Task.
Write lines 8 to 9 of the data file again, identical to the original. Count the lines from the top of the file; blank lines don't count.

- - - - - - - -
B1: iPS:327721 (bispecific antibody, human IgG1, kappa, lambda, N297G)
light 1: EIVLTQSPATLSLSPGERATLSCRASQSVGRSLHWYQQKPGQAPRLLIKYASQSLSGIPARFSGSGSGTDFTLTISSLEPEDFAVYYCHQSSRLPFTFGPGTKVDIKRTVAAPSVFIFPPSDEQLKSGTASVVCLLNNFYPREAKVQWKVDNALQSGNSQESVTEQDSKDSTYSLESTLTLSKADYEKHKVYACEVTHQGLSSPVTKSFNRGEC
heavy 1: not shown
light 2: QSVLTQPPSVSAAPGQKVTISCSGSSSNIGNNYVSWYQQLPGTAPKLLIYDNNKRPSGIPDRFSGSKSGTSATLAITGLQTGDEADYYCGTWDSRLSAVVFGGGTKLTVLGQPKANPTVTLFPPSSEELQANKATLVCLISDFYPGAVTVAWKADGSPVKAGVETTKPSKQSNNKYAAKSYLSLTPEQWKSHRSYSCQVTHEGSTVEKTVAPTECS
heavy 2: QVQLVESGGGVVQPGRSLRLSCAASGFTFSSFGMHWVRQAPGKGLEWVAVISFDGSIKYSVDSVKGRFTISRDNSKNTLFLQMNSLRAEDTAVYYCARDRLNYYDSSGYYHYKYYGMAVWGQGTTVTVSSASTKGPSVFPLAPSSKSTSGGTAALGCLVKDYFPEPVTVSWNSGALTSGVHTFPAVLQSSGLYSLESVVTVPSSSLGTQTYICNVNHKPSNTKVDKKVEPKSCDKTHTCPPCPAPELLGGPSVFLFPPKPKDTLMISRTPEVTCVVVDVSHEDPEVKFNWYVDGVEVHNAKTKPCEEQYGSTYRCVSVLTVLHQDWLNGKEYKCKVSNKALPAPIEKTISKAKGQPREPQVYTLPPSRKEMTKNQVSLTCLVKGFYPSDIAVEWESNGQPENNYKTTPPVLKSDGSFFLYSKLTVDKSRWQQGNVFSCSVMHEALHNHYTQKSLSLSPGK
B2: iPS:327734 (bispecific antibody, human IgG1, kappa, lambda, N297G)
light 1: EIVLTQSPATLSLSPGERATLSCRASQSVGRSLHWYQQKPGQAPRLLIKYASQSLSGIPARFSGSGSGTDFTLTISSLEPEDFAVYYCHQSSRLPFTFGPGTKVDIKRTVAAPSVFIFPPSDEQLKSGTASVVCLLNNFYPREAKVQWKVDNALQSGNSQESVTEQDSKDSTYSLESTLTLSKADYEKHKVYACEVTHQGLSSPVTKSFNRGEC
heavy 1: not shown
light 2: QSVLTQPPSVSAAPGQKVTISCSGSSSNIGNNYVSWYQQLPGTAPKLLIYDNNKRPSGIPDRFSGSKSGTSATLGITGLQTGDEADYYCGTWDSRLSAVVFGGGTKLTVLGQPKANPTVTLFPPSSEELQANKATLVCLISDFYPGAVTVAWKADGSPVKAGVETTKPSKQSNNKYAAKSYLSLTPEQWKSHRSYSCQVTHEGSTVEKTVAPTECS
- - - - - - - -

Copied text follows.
heavy 1: not shown
light 2: QSVLTQPPSVSAAPGQKVTISCSGSSSNIGNNYVSWYQQLPGTAPKLLIYDNNKRPSGIPDRFSGSKSGTSATLGITGLQTGDEADYYCGTWDSRLSAVVFGGGTKLTVLGQPKANPTVTLFPPSSEELQANKATLVCLISDFYPGAVTVAWKADGSPVKAGVETTKPSKQSNNKYAAKSYLSLTPEQWKSHRSYSCQVTHEGSTVEKTVAPTECS